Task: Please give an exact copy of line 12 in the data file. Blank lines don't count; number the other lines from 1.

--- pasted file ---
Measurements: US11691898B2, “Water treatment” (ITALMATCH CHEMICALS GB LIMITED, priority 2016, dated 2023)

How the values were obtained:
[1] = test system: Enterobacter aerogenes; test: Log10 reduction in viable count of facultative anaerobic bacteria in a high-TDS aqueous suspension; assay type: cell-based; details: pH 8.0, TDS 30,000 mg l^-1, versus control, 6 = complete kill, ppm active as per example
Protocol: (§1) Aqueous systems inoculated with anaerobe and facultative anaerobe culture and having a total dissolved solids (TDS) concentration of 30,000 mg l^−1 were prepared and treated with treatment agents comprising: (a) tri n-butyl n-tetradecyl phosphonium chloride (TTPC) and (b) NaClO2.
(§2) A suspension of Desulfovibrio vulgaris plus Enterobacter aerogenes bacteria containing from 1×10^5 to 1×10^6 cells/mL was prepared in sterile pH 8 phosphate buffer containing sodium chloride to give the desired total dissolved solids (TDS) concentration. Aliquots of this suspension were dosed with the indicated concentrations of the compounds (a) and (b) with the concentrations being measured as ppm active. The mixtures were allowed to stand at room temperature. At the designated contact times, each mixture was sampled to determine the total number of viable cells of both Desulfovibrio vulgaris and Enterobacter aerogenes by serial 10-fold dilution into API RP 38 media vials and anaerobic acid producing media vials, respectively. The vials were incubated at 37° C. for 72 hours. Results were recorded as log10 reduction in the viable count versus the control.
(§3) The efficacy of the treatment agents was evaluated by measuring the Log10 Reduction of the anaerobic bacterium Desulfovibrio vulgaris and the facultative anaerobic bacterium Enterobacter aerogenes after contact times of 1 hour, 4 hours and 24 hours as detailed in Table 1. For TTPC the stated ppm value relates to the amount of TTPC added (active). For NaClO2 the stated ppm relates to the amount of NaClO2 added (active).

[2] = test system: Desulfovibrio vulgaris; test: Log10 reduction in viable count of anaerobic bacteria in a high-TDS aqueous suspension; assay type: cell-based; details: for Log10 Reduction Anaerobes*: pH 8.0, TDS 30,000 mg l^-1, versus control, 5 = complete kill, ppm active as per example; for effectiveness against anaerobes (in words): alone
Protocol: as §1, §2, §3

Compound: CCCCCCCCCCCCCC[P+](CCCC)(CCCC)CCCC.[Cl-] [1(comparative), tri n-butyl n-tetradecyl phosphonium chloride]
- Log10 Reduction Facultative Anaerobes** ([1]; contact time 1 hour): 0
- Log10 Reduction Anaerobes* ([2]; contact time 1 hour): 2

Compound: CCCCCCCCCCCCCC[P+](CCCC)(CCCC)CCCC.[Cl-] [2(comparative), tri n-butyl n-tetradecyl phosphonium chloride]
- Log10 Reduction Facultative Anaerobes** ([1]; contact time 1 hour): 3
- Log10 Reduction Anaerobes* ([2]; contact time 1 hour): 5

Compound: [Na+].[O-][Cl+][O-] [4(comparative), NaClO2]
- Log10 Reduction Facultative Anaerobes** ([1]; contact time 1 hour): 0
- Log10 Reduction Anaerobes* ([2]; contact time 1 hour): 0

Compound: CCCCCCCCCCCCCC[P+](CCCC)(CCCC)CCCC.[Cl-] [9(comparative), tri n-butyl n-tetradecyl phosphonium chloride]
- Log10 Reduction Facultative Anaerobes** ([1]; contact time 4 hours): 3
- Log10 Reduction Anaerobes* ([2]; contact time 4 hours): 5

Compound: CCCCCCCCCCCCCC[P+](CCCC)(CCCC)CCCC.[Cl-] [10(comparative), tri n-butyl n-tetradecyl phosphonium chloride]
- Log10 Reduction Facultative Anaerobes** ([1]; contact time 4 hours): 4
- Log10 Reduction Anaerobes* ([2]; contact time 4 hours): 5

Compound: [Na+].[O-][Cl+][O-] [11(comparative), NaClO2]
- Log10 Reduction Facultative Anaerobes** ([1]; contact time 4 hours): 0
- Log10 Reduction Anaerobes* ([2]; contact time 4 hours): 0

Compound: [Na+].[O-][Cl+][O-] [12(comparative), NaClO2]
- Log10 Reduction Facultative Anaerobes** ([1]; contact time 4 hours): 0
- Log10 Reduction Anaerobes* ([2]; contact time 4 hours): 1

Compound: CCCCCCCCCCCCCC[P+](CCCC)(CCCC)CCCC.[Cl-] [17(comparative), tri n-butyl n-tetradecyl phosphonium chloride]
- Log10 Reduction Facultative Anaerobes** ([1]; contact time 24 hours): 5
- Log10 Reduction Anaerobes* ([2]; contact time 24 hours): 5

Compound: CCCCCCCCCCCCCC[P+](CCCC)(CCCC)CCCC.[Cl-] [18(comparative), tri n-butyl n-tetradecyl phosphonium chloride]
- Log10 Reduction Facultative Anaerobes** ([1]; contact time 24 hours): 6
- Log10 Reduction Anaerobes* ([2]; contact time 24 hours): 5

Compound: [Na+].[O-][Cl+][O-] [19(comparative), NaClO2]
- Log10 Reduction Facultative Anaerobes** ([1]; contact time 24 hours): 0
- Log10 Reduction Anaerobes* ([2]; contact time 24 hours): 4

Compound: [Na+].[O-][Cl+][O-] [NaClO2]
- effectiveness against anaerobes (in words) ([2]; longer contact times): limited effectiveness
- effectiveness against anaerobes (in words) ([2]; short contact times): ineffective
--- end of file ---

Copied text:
Compound: CCCCCCCCCCCCCC[P+](CCCC)(CCCC)CCCC.[Cl-] [2(comparative), tri n-butyl n-tetradecyl phosphonium chloride]